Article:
Lawmakers fume over allegedly conflicting Finance reports on years-old funds


Lawmakers are incensed about allegedly conflicting reports from the Finance Department on the funding status of a “slush account” that they had tapped to fund several appropriation bills this year.

Reps. Ralph Yumul (Ind-Saipan) and Edwin K. Propst (Ind-Saipan) want bills they say have been “collecting dust” at the committee level to move, but were informed during a Monday session by House Ways and Means Committee chair Rep. Antonio Sablan (R-Saipan) that Finance had reported that these funds had been zeroed out.

Yumul’s House bills 19-35, and 19-36, and Propst’s 19-048 appropriated funds from an “alien deportation account” signed into law in late 1990s. They claim that Finance had told them funds are available. This account expired sometime after the mid-2000s, according to the lawmakers.

The lawmakers’ angst about their inactive bills prompted them to raise the issue during discussion of another bill—from the majority bloc of the House—that was set for first and final reading and eventually passed on Monday.

Yumul and Propst are minority lawmakers.

“I appreciate Rep. [Angel] Demapan’s bill,” Propst said, “but let’s not play politics here. Let’s get some other bills moving.”

Sablan took issue with this, stating that “people are getting on Facebook and saying that the chairman of Ways and Means isn’t doing his job”—a thinly veiled barb against Propst, an avid Facebook user.

“Let me just make it straight for everybody this afternoon,” Sablan said. “The bills that representatives Propst and Yumul are talking about are trying to tap an account that has nothing in it. And that’s coming directly from the secretary of Finance. And so I allow it to gather dust, like they claim. If they think otherwise, then they can bring up the issue with the secretary of Finance. Because I am not going to waste the committee’s time on legislation or appropriation bills that have nothing in their account.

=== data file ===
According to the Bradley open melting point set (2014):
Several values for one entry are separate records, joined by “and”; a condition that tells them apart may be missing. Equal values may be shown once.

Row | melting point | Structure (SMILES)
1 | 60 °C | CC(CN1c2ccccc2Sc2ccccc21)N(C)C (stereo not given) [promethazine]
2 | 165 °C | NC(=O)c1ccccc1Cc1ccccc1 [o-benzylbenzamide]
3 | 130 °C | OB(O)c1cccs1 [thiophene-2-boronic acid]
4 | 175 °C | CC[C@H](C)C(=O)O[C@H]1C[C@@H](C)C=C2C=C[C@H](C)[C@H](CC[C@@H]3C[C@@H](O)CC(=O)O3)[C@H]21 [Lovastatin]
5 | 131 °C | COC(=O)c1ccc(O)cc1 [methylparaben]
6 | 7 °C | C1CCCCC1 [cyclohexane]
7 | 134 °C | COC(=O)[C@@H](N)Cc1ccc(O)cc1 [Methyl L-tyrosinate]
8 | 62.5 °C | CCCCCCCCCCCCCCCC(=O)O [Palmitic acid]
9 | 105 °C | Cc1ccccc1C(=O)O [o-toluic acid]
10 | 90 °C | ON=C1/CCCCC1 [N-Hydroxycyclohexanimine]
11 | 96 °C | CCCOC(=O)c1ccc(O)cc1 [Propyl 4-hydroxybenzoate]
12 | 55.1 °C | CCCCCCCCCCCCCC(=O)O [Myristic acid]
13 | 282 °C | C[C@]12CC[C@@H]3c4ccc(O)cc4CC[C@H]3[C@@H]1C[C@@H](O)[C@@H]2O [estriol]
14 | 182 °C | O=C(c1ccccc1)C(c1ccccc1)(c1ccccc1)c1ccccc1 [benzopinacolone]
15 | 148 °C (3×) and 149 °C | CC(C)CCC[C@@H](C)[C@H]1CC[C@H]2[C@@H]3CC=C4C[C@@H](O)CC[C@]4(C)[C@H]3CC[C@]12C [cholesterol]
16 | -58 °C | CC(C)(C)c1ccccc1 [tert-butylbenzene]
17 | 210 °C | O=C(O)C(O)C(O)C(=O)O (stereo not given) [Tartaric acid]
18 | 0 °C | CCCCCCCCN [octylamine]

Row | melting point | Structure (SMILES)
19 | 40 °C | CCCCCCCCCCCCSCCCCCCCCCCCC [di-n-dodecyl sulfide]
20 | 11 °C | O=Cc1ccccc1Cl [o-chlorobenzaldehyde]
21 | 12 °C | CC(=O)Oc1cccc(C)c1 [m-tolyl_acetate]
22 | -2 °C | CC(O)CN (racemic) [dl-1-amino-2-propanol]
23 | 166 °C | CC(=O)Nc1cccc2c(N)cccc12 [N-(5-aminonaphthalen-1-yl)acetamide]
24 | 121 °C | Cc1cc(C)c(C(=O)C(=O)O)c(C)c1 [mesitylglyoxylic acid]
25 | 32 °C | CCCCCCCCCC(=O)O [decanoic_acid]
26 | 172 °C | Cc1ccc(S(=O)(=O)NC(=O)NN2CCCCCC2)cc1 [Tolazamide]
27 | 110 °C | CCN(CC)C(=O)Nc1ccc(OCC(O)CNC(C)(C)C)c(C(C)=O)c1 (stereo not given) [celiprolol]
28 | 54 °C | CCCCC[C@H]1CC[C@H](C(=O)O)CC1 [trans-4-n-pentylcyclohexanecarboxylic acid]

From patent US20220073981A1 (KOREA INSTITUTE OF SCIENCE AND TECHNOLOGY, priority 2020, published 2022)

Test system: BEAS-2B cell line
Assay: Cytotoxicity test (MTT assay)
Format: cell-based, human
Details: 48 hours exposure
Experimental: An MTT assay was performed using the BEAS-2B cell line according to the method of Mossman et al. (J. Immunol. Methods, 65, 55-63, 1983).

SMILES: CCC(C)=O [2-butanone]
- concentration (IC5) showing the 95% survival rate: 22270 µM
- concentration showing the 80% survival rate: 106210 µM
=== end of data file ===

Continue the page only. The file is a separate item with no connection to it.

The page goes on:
“…Let’s stop this thing about the chairman not working or doing his job,” Sablan went on to say. “I just hope that when you guys put together an appropriation bill, then you verify the fund status before you claim we are not working on it. We can all play this social media game but I take my job seriously.”

After further discussion, Sablan said he report these bills out from the committee.

In an interview after the session, Propst said he found it “insulting” that Sablan did not inform them of the status of the account.

“If there were truly zero dollars in that account,” he said, “why didn’t he have the common courtesy as a chairman to explain that to us, so he can say that there is no money, so we can question Finance as to why there was $800,000 and then now there is zero dollars. We would like to know where that money went for the deportation fund.

“The point of the matter we were trying to make today was not just Ralph’s bill or my bill. It is the fact that the minority bills are so often sitting, collecting dust and not moving, while they are doing first and final reading for their own bills. How is that fair? These guys have taken $300,000 for their leadership funds—I don’t care what they say about it but that’s fact—and the minority gets zero dollars. We are not asking for the money but why aren’t they sharing at the very least? Or why not give that back and refuse that 67 percent increase. We just got slammed by a typhoon and they’re getting 67-percent increases. [House] Speaker Joe Guerrero has said that’s because the Senate made that amendment and we have to stick to it. The speaker is under no obligation to take that money. He and the leadership have the right to change that and reduce it to what they were getting last year. That’s an insult to everybody not getting a pay raise.”